It is a truism that craftsmen and women like making things- it unites us in The Sussex Guild, whatever materials we use. We might have started in many ways- playing with pencil and paper, stitching, getting our hands muddy, or whittling sticks. Some of us might have been persuaded we had a talent for art, others simply liked to do a job as well as we possibly could. There are many paths we might have followed, but at a certain stage, we made the decision to focus our energies on doing what we love- whether trained or untrained, we followed our bent.
Making things, and learning how to make them better, fills a vital need for us. Some years ago, when I was going through a difficult time and toying with the idea of giving up making pots, a friend said to me: “Remember Jonathan that at the end of the day you can see something you have created, which was not there at the beginning, whereas I have simply shifted a pile of paper from my left side to my right.” I took his point.
So much is obvious to us. But we soon find that making things, whether useful or beautiful, is not an end in itself. Does anyone apart from ourselves, value our products, give them worth, want them? We might start by making gifts of them to friends and family, but pretty soon we need to find a wider following and begin to see our making as part of a wider process. Here for many of us, comes the bit we are not so fond of. How to get our work to a new owner? How to price it, how to sell it, who else to involve in this process?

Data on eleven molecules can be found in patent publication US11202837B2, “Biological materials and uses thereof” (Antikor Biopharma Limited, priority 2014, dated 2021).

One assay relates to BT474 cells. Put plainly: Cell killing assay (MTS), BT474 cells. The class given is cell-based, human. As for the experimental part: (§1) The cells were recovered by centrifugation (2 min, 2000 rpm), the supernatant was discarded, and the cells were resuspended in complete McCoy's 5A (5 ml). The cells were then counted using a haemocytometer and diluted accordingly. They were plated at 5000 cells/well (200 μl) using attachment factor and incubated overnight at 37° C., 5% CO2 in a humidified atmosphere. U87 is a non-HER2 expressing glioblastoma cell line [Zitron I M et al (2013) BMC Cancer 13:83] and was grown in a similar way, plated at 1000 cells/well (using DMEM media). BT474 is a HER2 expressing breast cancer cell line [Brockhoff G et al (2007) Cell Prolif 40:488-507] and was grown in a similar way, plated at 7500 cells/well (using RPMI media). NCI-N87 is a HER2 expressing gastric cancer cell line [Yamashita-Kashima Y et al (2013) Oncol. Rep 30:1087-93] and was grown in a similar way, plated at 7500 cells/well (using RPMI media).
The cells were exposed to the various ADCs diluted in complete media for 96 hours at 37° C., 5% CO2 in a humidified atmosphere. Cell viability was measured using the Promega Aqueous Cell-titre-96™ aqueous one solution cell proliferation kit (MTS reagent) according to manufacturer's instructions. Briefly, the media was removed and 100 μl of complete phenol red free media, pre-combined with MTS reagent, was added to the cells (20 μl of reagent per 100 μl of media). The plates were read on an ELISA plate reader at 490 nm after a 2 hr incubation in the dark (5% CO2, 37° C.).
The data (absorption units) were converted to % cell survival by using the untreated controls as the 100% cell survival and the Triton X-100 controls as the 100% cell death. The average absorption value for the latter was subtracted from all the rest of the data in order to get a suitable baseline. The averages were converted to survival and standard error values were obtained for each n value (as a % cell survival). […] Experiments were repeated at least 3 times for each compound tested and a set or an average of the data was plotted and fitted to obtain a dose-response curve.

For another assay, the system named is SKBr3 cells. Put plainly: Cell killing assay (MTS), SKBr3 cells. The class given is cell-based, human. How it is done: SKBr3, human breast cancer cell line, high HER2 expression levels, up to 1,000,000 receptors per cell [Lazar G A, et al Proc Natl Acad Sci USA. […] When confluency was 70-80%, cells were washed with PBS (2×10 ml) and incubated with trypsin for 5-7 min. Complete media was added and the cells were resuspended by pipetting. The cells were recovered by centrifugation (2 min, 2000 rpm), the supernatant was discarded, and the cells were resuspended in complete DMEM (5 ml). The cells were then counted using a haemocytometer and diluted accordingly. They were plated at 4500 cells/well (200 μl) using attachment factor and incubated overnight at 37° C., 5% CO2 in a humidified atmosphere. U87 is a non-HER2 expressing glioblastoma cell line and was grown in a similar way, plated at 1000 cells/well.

If we intend to do everything ourselves, we might find the business of selling an exciting challenge, the experience of talking to customers stimulating, even fun. The Guild has been home to many who see things that way. After a while showing our work can become a job, and one we have little talent for. It is often said that buyers like to meet the makers- this may be true, but I also find that standing by my work- the product of so many days, even years, and watching people pass without so much as a glance is chastening. The reverse is also invidious- as a visitor to craft shows, I am very aware of the person who wants to sell me something sitting or standing by their work.
So we learn that the joy of making cannot be experienced in isolation, that it is part of a process needing at least a buyer, and perhaps many others too- committees of fellow craftsmen and women, gallery owners, photographers, magazines, newspapers, web designers, social media channels and analysts, all waiting to help move products in the market place of excess which we inhabit and perhaps help to over stock.
I must admit to having a soft spot for Diogenes who is reputed to have said on walking through the marketplace in Athens: “How many things I can do without!”
Jonathan Chiswell Jones. East Dean 2nd August 2022.